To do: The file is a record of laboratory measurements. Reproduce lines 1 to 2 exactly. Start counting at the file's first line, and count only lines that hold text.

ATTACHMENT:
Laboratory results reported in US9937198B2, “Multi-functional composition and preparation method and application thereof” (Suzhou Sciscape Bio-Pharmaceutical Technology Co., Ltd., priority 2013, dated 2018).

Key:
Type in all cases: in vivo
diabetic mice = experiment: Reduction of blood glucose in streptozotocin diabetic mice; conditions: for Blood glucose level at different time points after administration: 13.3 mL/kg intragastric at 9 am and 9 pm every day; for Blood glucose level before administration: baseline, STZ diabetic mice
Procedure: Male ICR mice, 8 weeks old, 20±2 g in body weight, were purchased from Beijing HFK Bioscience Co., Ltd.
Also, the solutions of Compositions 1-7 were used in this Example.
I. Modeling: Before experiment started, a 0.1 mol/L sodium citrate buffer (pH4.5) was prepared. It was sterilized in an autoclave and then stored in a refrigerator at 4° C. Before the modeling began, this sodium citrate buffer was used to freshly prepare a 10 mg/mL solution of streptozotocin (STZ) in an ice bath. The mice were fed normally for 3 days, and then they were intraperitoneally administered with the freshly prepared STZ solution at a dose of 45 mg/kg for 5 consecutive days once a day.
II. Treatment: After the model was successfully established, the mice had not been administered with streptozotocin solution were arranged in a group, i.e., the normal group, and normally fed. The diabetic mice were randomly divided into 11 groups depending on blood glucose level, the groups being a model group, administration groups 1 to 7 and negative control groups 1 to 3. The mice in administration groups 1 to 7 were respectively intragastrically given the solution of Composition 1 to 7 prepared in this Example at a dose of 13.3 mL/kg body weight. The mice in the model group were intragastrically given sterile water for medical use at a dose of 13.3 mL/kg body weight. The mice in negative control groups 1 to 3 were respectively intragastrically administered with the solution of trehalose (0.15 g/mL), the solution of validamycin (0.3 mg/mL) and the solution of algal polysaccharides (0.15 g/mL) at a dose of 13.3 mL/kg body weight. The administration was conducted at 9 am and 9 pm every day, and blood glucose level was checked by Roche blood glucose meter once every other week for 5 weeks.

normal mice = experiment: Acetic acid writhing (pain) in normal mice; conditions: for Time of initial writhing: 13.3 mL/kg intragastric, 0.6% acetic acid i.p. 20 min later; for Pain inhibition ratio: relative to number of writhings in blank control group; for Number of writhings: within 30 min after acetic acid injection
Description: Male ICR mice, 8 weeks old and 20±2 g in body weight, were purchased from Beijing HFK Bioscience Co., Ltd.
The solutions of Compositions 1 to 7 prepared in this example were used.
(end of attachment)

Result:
Laboratory results reported in US9937198B2, “Multi-functional composition and preparation method and application thereof” (Suzhou Sciscape Bio-Pharmaceutical Technology Co., Ltd., priority 2013, dated 2018).

Key: